It’s no secret that sexual misconduct in the military has been heavily prosecuted in recent years. This case is no exception. In 2015, Air Force Master Sgt. Michael Silva was charged with raping two women and was sentenced to 20 years in prison. This case was also part of the scandal at Lackland AFB that has seen 35 basic training instructors investigated for misconduct with 68 recruits and technical training students since 2011.
In former Master Sgt. Silva’s case, Air Force investigations located two ex-wives and a recruit from over 20 years ago at Lackland. Last month, the US Air Force Court of Criminal Appeals reversed the rape convictions, and he is now eligible for release from Fort Leavenworth. He was reduced in rank to airman and given a dishonorable discharge.
The Push to Convict Service Members
This case is just one of several high-profile cases featured by the nonprofit group Save Our Heroes Project. This group argues that the military has wrongly convicted a number of troops in a Pentagon-directed campaign during the Obama administration to wipe out sexual misconduct.
The Breakdown of the Prosecution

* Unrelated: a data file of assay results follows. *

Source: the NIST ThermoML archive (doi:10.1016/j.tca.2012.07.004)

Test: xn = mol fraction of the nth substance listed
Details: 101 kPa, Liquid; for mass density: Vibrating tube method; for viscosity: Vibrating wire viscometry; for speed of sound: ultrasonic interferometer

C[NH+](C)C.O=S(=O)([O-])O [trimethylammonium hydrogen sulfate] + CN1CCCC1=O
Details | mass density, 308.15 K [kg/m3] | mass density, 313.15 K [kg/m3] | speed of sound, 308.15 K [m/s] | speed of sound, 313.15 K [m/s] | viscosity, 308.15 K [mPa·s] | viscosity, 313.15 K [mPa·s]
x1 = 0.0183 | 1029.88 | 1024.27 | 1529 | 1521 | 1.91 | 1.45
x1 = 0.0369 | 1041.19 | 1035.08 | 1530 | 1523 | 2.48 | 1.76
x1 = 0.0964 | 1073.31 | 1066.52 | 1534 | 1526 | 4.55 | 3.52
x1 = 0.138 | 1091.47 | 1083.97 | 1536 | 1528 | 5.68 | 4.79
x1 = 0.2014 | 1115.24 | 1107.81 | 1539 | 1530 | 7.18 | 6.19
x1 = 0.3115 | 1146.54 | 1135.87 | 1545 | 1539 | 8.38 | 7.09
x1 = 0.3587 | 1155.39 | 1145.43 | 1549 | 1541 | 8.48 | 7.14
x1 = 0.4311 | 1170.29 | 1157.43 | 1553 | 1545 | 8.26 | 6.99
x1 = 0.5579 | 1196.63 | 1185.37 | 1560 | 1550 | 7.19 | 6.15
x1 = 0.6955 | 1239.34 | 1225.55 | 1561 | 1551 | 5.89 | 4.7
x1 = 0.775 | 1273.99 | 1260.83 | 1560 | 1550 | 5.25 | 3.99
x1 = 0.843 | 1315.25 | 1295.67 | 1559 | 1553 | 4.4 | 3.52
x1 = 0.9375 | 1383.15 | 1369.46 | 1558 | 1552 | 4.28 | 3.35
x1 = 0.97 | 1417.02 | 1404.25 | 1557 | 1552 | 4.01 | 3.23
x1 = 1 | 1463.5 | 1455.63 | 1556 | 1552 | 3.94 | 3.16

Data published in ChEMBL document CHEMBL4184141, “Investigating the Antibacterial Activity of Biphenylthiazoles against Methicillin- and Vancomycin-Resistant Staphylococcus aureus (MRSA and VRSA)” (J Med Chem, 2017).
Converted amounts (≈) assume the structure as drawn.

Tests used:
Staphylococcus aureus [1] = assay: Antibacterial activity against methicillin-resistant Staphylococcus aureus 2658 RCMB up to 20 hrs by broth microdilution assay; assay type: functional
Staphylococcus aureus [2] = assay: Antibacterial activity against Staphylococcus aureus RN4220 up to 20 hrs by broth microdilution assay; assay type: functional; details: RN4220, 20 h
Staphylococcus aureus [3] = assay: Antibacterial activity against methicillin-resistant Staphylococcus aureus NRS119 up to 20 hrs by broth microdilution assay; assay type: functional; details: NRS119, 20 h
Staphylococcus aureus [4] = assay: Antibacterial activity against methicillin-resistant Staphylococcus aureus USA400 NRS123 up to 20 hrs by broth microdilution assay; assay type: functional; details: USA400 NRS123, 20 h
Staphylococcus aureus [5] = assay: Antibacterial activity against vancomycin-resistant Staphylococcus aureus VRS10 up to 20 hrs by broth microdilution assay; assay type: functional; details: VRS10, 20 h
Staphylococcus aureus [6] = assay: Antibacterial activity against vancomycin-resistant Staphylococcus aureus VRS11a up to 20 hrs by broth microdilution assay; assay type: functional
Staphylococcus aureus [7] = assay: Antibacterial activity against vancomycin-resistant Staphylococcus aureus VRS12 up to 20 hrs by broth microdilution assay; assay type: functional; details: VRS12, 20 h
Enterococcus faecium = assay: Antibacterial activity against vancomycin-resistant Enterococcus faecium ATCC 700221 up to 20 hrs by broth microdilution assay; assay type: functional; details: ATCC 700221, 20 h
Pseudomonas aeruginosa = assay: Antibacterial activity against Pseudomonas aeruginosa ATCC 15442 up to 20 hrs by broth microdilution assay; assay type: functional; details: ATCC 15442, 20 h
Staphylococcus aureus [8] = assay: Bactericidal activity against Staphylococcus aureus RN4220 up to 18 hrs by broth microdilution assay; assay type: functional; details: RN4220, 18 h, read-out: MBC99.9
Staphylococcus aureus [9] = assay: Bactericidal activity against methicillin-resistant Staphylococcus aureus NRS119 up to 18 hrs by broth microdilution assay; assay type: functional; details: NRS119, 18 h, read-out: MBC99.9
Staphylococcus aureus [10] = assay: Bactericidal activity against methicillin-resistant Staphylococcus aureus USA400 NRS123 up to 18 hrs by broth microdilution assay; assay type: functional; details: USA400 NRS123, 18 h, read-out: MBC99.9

In Airman Silva’s case, the appeals court expressed doubt about two of the accusers. The jury’s decision was based on an error by the court-martial judge and the fact that there was no corroborating physical evidence, and the convictions were based on the words of a long-ago recruit and an ex-wife who recanted her initial charge.
“The Prosecution presented no physical, scientific, or photographic evidence of any of the offenses. The Government offered no confessions or admissions to any of the offenses by Appellant, who did not testify. Specifically with regard to SCG, the Defense introduced medical records, called witnesses, and elicited direct and cross-examination testimony that suggested the window of opportunity for Appellant to have committed the two rapes was a narrow one, and tended to cast doubt on her account in other ways.”
There were a number of problems with the prosecution, including that the accuser had described wearing a uniform that new recruits did not wear at the time, and her barracks had 24-hour security that would have made it very difficult for Silva to take her away for two successive nights.
The Air Force has 120 days to decide whether to continue the case, and supporters are hoping Airman Silva is released within a few weeks.
This case is an example of an excellent defense that successfully represented a service member in their time of need. Airman Silva’s defense team did an excellent job of providing the best possible defense. If you or someone you know could benefit from a military law lawyer, contact Military Trial Defenders today.